Journal Article

Governors across the country are scrambling to close off their states to resettled Syrian refugees in the wake of the deadly terror attacks in Paris that are linked to Islamic State extremists.

The House voted overwhelmingly Thursday to drastically tighten screening procedures on refugees from Syria, seizing on the creeping fear stemming from the Paris attacks and threatening to undermine President Obama’s Middle East policy.

Elizabeth Lopez swam across the Rio Grande 19 years ago to come to America, where she began cleaning houses and raising three daughters in this city of swaying palm trees at the southern tip of Texas.

The Obama administration asked the Supreme Court on Friday to reverse a lower court ruling that blocked the president's plan to defer deportation for as many as 5 million immigrants living in the U.S. illegally.

Eight Syrians showed up at a Texas border crossing seeking asylum this week, sparking concern that the U.S. could soon be facing a wave of Syrian migrants across the southern border.

For the second time in a week a group of Syrian migrants presented themselves at a Texas border crossing to seek asylum, evidence some say that more will be making the journey from Europe as anti-Syrian sentiment spreads after the Paris attacks.

Responding to increased fears of terrorism in the United States following the Paris attacks, the House of Representatives passed a Republican-backed bill Thursday that would temporarily freeze Syrian and Iraqi refugees' entry into the United States and revamp the vetting process. The bill passed 289 to 137, with near-unanimous support from Republicans and 47 Democrats backing the measure.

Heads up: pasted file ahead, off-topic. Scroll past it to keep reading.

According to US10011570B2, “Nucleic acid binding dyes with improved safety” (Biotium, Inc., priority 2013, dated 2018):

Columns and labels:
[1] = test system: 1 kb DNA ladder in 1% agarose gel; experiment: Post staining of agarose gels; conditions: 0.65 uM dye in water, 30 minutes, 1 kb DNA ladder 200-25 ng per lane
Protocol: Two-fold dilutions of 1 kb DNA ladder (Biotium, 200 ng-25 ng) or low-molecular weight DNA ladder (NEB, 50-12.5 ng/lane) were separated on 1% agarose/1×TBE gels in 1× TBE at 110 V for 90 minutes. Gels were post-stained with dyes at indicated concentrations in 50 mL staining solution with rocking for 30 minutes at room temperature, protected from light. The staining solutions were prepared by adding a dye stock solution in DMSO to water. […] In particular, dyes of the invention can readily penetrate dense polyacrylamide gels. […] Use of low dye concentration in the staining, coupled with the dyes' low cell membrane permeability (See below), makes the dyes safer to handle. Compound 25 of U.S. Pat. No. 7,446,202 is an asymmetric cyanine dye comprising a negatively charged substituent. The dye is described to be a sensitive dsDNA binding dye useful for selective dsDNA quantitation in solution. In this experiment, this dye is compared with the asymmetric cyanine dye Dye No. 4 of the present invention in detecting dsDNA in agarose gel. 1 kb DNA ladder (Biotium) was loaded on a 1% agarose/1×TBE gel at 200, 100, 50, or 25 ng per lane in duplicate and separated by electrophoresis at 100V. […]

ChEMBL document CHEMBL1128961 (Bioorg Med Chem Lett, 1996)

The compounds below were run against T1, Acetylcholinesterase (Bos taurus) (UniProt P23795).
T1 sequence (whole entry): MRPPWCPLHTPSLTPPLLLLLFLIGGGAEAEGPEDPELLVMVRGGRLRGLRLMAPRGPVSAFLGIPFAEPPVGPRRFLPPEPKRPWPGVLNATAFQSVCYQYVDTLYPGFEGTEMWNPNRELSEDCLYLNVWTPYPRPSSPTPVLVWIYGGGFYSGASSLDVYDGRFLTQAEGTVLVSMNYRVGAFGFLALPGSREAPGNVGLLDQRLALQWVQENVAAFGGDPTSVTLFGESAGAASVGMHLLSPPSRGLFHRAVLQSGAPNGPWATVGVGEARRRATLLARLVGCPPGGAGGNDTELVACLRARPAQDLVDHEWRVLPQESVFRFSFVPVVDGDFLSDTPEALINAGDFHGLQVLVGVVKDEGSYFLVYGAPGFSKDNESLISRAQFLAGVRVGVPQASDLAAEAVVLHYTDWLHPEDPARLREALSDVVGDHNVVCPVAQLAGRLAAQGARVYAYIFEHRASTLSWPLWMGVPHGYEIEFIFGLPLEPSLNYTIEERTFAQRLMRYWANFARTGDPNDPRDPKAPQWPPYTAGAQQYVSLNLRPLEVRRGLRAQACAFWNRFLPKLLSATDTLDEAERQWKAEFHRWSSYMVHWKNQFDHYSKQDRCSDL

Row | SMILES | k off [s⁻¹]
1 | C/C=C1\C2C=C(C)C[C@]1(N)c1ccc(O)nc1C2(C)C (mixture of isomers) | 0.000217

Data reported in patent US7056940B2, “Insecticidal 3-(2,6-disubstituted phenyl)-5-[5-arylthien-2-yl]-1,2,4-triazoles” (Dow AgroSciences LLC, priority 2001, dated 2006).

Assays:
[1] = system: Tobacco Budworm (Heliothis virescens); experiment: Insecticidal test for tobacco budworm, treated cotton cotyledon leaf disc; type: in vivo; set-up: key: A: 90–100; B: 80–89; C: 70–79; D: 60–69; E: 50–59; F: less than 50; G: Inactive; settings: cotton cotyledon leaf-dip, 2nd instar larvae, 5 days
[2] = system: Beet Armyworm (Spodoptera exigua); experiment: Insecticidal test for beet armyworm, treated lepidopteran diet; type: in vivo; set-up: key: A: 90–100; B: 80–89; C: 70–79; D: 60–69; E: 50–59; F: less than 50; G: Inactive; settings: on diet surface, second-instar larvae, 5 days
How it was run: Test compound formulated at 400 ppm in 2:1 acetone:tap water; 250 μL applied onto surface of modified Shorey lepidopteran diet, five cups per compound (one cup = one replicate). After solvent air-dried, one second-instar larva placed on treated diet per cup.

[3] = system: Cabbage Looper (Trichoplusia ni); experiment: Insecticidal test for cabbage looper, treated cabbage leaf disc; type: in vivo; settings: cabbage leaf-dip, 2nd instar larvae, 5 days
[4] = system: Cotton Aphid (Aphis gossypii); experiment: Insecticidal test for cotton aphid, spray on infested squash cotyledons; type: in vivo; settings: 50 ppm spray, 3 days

With hundreds of thousands of migrants pouring across its borders, and economic and political pressure growing to enact tighter controls, Europe has nevertheless stayed fairly steady in its response to the humanitarian emergency.

Asylum papers in hand, Raz Mohammad Aryubi recalled his arrival in Austria from his native Afghanistan in spring 2014, and how, at 21, he is now studying for an M.B.A. at the University of Vienna. But his feeling of security in the country he wishes to make his home evaporated, he said, when he saw what happened in Paris.

A growing number of politicians in the United States have used last Friday's terrorist attacks in France to argue for tighter restrictions, if not an outright halt, on accepting Syrian refugees. But in France itself, the government is keeping its doors open.

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